Medical student Hugh Mortimer Petty survived the Great War – certainly long enough to be embroiled in unfinished business called the Second World War. By this time he was established as a surgeon with a wife and a tiny tot. It was the latter who brought together his father’s personal photographs and the vivid first-hand account of his experiences whilst a pilot in the RNAS – The Royal Naval Air Service.
Boy Airman pivots around these astonishing records, never previously published. In 1916, non-official cameras had been strictly banned from the front-line by governmental edict: the newly enabled “snap shots” were appearing in the national press, illustrating only too vividly the horrific effects of industrialised warfare, of steel on flesh.
Nevertheless, teenage HMP thought nowt of such niceties, and always carried his parental gift of a miniature Kodak “vest pocket camera”, tucked away in a recess of his tunic. His snaps, made as casually between friends as idle conversation, bring into startling focus youthful exuberance, pride and teamsmanship, and a total fascination with the ultimate in big boys’ toys - the new flying machines and the most secret and most powerful weapons of the Great War, the massive grey castles of steel which dominated the North Sea, and which inexorably isolated and starved to defeat the hated Hun.
Sometimes the insouciant snaps, here beautifully revived, register whiffs of fear. HMP crashed five times in less than a year of active service – “forced landings” as his pilot’s log blandly recorded them – and he lost all but two of his closest friends.
By his own account, he lived most of his time with the Grand Fleet cut off from the Home Front in the secure and solitary fastness of the most northerly islands of Scotland – free from prying eyes, but largely deprived of any wider perspective on the Great War.
His son’s accompanying description of the latter days of the “First World War”, written a hundred years later, well after most closely guarded secrets had become common knowledge, brings attention to some fascinating background detail. Submarines and convoys, alcohol and sex, mutiny and women at war, baby-killer Zepplins and blimps, the birth of the Secret Service, Marconi’s war-winning W/T, naval tactics and vicious politics, weapons too dreadful to use are explored - all of these would have coloured his father’s experiences – whether he knew it or not.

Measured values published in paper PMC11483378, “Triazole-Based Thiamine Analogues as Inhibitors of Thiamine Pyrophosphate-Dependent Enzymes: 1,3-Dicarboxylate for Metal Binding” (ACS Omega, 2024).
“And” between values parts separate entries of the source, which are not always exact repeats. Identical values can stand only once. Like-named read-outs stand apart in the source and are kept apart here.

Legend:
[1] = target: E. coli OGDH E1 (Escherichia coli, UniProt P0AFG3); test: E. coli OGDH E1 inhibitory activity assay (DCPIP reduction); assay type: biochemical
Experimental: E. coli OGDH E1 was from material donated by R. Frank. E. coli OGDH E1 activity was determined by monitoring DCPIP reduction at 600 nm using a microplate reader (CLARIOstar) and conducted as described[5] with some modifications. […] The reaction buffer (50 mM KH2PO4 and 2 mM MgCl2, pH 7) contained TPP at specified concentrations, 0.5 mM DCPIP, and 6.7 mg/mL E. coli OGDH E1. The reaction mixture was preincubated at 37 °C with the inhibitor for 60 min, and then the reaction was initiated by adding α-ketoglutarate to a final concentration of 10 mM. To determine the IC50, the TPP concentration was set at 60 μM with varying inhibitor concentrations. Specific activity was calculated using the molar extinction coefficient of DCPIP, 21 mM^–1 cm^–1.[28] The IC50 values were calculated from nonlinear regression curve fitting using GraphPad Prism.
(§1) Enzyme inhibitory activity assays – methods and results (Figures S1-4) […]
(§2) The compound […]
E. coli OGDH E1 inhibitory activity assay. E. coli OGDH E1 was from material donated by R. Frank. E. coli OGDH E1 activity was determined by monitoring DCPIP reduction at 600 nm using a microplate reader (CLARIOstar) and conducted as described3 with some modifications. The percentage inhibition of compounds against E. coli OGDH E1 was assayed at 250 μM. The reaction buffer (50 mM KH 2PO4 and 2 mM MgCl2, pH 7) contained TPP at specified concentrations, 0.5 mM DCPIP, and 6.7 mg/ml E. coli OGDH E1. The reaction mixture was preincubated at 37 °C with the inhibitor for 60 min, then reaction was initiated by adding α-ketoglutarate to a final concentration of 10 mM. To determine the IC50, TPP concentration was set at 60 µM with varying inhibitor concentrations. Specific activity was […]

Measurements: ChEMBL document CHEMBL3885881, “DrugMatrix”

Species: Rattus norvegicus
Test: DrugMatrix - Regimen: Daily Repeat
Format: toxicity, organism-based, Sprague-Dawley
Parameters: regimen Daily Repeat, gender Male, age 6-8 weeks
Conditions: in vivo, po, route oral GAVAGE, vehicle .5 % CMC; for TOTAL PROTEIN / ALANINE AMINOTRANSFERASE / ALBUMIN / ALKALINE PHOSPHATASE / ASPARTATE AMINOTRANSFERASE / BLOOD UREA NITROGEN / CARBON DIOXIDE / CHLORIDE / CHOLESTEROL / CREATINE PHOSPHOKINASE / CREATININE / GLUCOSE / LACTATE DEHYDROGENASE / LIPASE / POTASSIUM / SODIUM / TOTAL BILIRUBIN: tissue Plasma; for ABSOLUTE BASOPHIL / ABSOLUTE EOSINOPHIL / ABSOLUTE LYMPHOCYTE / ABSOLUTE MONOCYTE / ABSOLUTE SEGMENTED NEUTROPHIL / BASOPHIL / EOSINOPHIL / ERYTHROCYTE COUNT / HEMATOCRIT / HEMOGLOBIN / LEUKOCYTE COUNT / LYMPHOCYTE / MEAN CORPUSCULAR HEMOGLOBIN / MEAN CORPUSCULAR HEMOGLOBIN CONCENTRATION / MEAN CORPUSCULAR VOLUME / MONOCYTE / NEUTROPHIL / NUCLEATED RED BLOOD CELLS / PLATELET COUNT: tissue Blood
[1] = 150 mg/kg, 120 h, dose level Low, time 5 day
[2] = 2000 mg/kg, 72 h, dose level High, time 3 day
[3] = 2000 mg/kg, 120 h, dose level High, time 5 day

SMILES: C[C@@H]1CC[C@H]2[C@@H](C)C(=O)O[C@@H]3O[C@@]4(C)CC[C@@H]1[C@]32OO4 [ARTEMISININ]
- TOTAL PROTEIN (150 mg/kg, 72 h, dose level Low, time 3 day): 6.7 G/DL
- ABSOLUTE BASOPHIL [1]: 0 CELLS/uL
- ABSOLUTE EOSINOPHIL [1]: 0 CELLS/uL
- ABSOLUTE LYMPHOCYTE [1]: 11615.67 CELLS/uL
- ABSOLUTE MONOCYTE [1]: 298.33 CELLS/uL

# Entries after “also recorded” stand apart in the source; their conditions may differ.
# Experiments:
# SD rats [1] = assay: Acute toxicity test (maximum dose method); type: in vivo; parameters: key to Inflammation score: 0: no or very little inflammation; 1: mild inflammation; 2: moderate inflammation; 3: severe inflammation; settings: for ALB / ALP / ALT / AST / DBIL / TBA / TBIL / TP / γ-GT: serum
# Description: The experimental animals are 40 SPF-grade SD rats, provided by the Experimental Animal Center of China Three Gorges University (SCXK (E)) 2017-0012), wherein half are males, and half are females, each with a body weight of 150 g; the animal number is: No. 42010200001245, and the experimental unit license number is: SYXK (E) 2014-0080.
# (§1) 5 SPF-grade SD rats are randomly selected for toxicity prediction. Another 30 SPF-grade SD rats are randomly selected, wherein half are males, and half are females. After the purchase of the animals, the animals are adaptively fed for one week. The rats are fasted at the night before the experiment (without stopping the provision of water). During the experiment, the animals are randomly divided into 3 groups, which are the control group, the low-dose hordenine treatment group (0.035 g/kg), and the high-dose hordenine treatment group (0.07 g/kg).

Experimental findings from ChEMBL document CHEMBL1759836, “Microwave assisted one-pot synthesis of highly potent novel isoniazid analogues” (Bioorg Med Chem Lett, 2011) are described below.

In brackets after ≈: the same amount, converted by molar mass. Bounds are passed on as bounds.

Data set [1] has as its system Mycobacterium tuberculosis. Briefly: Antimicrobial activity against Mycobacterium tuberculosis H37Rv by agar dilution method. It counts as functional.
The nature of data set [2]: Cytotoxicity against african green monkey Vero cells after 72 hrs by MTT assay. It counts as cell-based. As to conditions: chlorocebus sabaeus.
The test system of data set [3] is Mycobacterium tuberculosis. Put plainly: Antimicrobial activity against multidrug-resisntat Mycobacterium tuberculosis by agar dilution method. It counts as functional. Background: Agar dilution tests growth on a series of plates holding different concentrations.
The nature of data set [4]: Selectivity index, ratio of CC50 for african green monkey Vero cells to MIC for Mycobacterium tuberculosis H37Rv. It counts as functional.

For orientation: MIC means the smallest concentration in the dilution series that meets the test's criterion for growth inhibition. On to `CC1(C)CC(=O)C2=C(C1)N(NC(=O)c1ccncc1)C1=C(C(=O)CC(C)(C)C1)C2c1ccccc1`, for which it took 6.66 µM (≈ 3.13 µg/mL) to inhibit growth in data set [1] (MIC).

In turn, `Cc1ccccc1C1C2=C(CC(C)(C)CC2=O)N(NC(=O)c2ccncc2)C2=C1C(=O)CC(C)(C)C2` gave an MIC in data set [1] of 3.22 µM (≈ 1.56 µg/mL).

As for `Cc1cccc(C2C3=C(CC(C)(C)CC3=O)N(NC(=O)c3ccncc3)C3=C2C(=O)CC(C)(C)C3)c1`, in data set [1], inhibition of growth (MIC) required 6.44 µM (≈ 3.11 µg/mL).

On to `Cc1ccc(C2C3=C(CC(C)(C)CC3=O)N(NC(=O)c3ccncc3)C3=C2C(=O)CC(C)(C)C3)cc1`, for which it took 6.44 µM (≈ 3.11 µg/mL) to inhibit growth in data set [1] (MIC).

But quite the most momentous experience of HMP’s brief seagoing career was the surrender of the German Imperial High Seas Fleet to the Royal Navy one glass-calm November sunrise of 1918. Locked beneath the armour of the monster warship HMS inflexible at battle stations, he had the temerity to fish out his little camera and snap the only known images of the events through the nearest port-hole. Result. With his father’s original annotations to the ‘snaps’ and Richard Petty’s astute historical narrative guidance, this book is a vivid, personal and unique snapshot of life during ‘The Great War’.
ABOUT THE AUTHOR
Following in his father’s post-war footsteps, Richard Petty is a medical practitioner. He has been running a specialist practice in London for over 30 years.
An Absolute Stranger to Fear is an account of life during the First World War. The first hand photographs and annotations of Hugh Mortimer Petty, a teenage boy who volunteered to fly in the Royal Naval Air Service – one of only three of the boys from his training establishment to survive.
Given a historical framework by his son, Richard Petty, this book deals with the grand scheme of politics, war and the devastating loss of life across the continent; as well as the personal snapshots and individual story of one young boy at war.
Beautifully printed with original photography, this book is perfect for both a history buff and a visual enthusiast. Images of young pilots at play, the ships, planes and guns used by the RNAS and the surrender of the German fleet, all bring life to the multi-faceted experience of war.
Poetry from the era is exquisitely interwoven with the narrative; and the humble, precise accounts of Hugh Mortimer Petty’s days with the RNAS guide the reader through this sometimes jolly, and sometimes heart-breaking snapshot of a pilot’s life.
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